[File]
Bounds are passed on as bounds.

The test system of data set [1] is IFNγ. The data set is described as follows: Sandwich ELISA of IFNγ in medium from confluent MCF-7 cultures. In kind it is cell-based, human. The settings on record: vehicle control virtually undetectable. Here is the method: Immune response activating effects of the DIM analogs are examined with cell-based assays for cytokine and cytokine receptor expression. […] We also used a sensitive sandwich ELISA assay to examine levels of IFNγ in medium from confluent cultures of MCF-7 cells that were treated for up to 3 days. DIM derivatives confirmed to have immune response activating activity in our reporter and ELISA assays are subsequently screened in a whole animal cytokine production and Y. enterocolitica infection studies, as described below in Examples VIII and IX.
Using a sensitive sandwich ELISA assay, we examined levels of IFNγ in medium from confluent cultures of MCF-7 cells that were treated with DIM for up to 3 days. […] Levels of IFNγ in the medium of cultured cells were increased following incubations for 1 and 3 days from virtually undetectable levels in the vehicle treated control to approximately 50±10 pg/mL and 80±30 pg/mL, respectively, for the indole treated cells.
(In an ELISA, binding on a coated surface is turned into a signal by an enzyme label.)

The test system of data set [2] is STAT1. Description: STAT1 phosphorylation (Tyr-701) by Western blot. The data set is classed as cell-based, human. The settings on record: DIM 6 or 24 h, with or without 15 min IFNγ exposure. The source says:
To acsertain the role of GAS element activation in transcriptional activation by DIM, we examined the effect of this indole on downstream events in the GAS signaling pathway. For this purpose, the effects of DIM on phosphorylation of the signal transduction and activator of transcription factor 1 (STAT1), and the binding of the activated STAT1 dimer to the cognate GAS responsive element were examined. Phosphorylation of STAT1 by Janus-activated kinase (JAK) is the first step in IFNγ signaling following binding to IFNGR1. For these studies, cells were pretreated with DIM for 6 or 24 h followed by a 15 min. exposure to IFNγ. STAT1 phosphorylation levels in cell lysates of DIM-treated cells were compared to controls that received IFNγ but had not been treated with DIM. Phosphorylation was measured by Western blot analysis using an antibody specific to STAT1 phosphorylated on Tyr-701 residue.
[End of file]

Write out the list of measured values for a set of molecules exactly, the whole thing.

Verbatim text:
Bounds are passed on as bounds.

The test system of data set [1] is IFNγ. The data set is described as follows: Sandwich ELISA of IFNγ in medium from confluent MCF-7 cultures. In kind it is cell-based, human. The settings on record: vehicle control virtually undetectable. Here is the method: Immune response activating effects of the DIM analogs are examined with cell-based assays for cytokine and cytokine receptor expression. […] We also used a sensitive sandwich ELISA assay to examine levels of IFNγ in medium from confluent cultures of MCF-7 cells that were treated for up to 3 days. DIM derivatives confirmed to have immune response activating activity in our reporter and ELISA assays are subsequently screened in a whole animal cytokine production and Y. enterocolitica infection studies, as described below in Examples VIII and IX.
Using a sensitive sandwich ELISA assay, we examined levels of IFNγ in medium from confluent cultures of MCF-7 cells that were treated with DIM for up to 3 days. […] Levels of IFNγ in the medium of cultured cells were increased following incubations for 1 and 3 days from virtually undetectable levels in the vehicle treated control to approximately 50±10 pg/mL and 80±30 pg/mL, respectively, for the indole treated cells.
(In an ELISA, binding on a coated surface is turned into a signal by an enzyme label.)

The test system of data set [2] is STAT1. Description: STAT1 phosphorylation (Tyr-701) by Western blot. The data set is classed as cell-based, human. The settings on record: DIM 6 or 24 h, with or without 15 min IFNγ exposure. The source says:
To acsertain the role of GAS element activation in transcriptional activation by DIM, we examined the effect of this indole on downstream events in the GAS signaling pathway. For this purpose, the effects of DIM on phosphorylation of the signal transduction and activator of transcription factor 1 (STAT1), and the binding of the activated STAT1 dimer to the cognate GAS responsive element were examined. Phosphorylation of STAT1 by Janus-activated kinase (JAK) is the first step in IFNγ signaling following binding to IFNGR1. For these studies, cells were pretreated with DIM for 6 or 24 h followed by a 15 min. exposure to IFNγ. STAT1 phosphorylation levels in cell lysates of DIM-treated cells were compared to controls that received IFNγ but had not been treated with DIM. Phosphorylation was measured by Western blot analysis using an antibody specific to STAT1 phosphorylated on Tyr-701 residue.